IBM released three new members of its BladeCenter family today with a focus on energy efficiency features. For the first time, IBM is also offering an optional modular 4GB USB drive that uses Flash storage as an alternative to a traditional hard disk.
|Based on Intel quad-core and AMD dual-core processors, Big Blue’s latest blade systems offer greater energy efficiency.|
The new offerings include the BladeCenter HS21 ($3,067 or $3,189, based on choice of 1.60 or 1.86 GHz 50 watt Intel Xeon quad-core LV processor) and the BladeCenter LS21 and the LS41, which run on a 68 watt dual-core AMD Opteron processor.
IBM estimates the solid state Flash drive consumes about 5 percent as much energy as a spinning hard disk with mechanical parts. The Flash drive is also much faster. The average spin-up and seek time for a conventional hard disk is around 15 milliseconds, while IBM said a Flash device takes only 0.1 milliseconds.
Joe Clabby, president of Clabby Analytics, said IBM’s inclusion of Flash storage, even an option, is significant. “It means you get an immediate fast boot,” Clabby told internetnews.com. “Over time there is a promise that this will be a real efficient way to do blade systems.”
At 4GB, the Flash drive has only a fraction of the capacity of a standard hard disk but still costs about the same.
IBM sees distinct advantages. “Mechanical drives have a much higher failure rate,” Doug Balog, vice president and business line executive for IBM BladeCenter, told internetnews.com.
He also said the extra storage that comes with standard hard disks is mirrored by other storage in the data center and not really needed. “The Flash drive is a great device for booting to environments like Linux,” said Balog.
Low-voltage processors reduce energy use but are not at all unique to systems from IBM. Balog noted other technology component can also be designed for greater energy efficiency. He spoke by phone from a blade customer event this week where he said there are users with as few as six and as many as 6,000 blades. “About 75 percent of them see power and cooling as one of the top issues, regardless of the size of their company,” said Balog.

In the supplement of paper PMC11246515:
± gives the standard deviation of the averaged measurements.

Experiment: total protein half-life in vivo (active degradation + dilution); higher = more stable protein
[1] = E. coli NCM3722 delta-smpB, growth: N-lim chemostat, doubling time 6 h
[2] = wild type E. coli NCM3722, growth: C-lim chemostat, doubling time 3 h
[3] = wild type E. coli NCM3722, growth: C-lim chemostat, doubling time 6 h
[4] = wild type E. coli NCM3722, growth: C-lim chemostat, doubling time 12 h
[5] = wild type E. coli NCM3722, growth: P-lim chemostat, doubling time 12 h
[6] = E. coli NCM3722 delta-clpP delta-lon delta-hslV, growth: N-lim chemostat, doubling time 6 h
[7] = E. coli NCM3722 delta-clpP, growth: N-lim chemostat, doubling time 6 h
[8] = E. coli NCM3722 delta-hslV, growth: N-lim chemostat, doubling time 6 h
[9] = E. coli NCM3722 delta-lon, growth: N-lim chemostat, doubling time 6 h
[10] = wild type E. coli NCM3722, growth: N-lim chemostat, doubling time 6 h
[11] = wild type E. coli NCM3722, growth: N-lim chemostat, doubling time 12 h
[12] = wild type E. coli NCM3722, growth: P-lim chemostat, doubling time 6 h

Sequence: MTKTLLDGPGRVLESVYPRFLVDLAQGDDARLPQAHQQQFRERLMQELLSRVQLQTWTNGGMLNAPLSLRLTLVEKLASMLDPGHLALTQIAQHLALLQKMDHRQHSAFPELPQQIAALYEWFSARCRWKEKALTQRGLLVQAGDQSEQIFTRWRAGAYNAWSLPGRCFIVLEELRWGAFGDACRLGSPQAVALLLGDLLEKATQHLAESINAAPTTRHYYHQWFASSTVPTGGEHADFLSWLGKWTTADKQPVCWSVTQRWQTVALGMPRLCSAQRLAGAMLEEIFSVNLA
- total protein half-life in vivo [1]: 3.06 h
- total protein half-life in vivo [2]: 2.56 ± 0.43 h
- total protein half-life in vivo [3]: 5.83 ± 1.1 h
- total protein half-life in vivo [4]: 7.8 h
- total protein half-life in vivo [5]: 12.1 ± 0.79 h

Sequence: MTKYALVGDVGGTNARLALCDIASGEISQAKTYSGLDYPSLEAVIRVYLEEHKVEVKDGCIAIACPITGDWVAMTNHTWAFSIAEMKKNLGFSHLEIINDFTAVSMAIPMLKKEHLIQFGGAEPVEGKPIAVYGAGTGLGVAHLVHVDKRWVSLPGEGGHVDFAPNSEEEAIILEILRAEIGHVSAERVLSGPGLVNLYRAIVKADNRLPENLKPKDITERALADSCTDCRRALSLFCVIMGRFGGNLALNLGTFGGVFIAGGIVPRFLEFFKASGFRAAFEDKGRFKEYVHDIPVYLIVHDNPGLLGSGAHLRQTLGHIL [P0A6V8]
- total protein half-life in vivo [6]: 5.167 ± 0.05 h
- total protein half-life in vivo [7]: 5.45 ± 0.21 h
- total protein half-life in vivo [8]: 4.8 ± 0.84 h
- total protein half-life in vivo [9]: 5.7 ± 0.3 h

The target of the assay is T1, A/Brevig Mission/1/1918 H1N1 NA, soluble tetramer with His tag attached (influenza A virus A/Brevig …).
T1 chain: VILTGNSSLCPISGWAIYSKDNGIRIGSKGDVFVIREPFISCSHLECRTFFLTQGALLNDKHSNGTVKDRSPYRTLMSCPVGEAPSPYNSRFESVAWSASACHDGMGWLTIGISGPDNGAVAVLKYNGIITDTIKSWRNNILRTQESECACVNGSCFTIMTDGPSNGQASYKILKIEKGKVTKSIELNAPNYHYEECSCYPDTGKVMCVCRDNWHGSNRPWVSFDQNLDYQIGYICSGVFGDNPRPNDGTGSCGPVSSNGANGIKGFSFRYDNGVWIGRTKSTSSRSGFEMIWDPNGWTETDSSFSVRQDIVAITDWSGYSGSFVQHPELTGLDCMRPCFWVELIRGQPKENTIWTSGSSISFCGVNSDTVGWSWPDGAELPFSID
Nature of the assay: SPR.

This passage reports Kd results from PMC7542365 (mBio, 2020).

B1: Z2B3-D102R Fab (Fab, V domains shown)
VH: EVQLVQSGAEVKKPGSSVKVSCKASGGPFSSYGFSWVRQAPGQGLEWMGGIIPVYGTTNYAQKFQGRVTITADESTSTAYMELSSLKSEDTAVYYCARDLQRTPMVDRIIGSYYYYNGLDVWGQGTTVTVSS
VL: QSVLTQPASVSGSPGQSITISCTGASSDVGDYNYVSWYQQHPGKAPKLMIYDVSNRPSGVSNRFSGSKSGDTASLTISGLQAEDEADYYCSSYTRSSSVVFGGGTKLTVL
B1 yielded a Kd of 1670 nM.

The new BladeCenters and System x servers IBM also just introduced include a feature called Calibrated Vectored Cooling, which manages air intake, fan placement and zone cooling technologies. The idea is to maximize the air flow inside the blade and rack server for optimal cooling efficiency. IBM also includes its PowerExecutive software designed to help customers meter, control and cap power consumption across systems.
While HP has it’s own set of power cooling technologies for the data center, Clabby said IBM’s PowerExecutive is unique. “It tells you what application workloads are doing and what to turn off,” he said. “The metering and monitoring software is very cool stuff and easy to use. I haven’t seen anyone else offer anything quite like it.”
The new members of IBM’s System x server line include the System x3550 ($2,999) and x3650 ($3,059) based on the quad-core Xeon; and the System x3655 ($2,589) based on the dual-core Opteron. Like the blade systems, the new servers use low voltage processors.
This article was originally published on InternetNews.com.